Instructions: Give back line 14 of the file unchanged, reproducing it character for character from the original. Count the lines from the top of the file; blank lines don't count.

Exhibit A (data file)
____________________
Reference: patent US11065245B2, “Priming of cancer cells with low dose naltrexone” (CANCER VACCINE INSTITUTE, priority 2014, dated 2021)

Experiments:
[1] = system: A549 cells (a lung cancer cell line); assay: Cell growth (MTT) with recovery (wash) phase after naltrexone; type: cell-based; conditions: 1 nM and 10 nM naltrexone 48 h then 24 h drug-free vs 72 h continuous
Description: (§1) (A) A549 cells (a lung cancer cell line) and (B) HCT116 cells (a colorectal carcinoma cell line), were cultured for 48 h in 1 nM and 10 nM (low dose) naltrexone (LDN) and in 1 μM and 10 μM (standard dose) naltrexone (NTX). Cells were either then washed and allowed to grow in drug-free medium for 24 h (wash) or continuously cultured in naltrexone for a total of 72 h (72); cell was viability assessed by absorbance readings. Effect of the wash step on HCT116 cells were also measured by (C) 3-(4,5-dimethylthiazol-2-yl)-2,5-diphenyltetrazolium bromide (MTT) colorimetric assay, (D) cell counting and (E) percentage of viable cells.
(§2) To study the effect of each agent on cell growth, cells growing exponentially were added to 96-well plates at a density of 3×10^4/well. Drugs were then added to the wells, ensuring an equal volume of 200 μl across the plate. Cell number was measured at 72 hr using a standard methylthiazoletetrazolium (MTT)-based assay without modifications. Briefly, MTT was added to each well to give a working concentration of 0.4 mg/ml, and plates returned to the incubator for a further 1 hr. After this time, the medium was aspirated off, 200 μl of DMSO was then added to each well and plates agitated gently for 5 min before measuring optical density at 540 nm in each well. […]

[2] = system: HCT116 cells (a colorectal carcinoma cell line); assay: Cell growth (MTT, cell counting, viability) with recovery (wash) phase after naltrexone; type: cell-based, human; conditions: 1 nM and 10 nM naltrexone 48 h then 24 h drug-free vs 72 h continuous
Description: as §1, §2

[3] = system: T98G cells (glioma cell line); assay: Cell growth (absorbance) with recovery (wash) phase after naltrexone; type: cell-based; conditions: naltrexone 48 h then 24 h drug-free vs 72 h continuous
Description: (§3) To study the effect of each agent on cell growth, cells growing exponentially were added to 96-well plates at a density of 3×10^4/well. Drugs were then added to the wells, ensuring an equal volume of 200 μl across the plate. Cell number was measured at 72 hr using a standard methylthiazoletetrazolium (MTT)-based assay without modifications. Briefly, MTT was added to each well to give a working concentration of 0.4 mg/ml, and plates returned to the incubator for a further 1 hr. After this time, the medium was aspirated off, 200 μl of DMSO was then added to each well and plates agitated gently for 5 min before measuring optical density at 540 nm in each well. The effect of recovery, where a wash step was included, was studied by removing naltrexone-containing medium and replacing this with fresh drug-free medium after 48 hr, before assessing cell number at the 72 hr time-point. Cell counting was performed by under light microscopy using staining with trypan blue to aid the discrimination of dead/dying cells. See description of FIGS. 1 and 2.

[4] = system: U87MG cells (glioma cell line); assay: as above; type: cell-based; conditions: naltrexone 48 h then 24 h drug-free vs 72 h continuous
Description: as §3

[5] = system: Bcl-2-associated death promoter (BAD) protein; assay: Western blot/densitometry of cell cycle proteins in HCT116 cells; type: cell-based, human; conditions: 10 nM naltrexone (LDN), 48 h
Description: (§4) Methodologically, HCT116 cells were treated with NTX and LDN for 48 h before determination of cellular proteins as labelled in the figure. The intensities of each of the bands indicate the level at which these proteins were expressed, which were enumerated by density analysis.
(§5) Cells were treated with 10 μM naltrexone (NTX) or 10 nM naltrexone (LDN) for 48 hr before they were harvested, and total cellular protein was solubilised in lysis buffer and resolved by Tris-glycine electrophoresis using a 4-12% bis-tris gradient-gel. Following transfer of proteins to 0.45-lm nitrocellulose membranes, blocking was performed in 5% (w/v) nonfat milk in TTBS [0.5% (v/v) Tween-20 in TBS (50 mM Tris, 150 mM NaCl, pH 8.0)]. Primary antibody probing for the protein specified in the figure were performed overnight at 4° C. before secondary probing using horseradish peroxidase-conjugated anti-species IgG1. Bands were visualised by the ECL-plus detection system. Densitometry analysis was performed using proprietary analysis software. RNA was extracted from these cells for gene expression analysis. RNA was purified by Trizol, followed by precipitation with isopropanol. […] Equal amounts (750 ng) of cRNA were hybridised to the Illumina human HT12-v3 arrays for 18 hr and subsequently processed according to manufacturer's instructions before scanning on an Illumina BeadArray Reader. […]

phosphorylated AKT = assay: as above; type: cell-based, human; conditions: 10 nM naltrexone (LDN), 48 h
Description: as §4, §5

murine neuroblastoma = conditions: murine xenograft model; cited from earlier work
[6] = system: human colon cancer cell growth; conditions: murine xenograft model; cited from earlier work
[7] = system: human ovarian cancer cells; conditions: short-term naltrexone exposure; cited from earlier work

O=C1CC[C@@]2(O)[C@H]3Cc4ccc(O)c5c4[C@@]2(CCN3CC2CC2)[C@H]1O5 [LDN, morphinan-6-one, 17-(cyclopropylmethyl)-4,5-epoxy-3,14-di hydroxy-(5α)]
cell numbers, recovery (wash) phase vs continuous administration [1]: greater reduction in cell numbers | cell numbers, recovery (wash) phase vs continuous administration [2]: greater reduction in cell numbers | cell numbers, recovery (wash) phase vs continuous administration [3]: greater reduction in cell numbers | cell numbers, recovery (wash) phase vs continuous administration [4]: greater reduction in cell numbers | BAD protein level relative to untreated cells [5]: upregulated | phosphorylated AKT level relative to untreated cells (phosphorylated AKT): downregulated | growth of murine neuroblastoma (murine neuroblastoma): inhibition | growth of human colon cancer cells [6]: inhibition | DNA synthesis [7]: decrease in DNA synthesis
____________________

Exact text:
(§5) Cells were treated with 10 μM naltrexone (NTX) or 10 nM naltrexone (LDN) for 48 hr before they were harvested, and total cellular protein was solubilised in lysis buffer and resolved by Tris-glycine electrophoresis using a 4-12% bis-tris gradient-gel. Following transfer of proteins to 0.45-lm nitrocellulose membranes, blocking was performed in 5% (w/v) nonfat milk in TTBS [0.5% (v/v) Tween-20 in TBS (50 mM Tris, 150 mM NaCl, pH 8.0)]. Primary antibody probing for the protein specified in the figure were performed overnight at 4° C. before secondary probing using horseradish peroxidase-conjugated anti-species IgG1. Bands were visualised by the ECL-plus detection system. Densitometry analysis was performed using proprietary analysis software. RNA was extracted from these cells for gene expression analysis. RNA was purified by Trizol, followed by precipitation with isopropanol. […] Equal amounts (750 ng) of cRNA were hybridised to the Illumina human HT12-v3 arrays for 18 hr and subsequently processed according to manufacturer's instructions before scanning on an Illumina BeadArray Reader. […]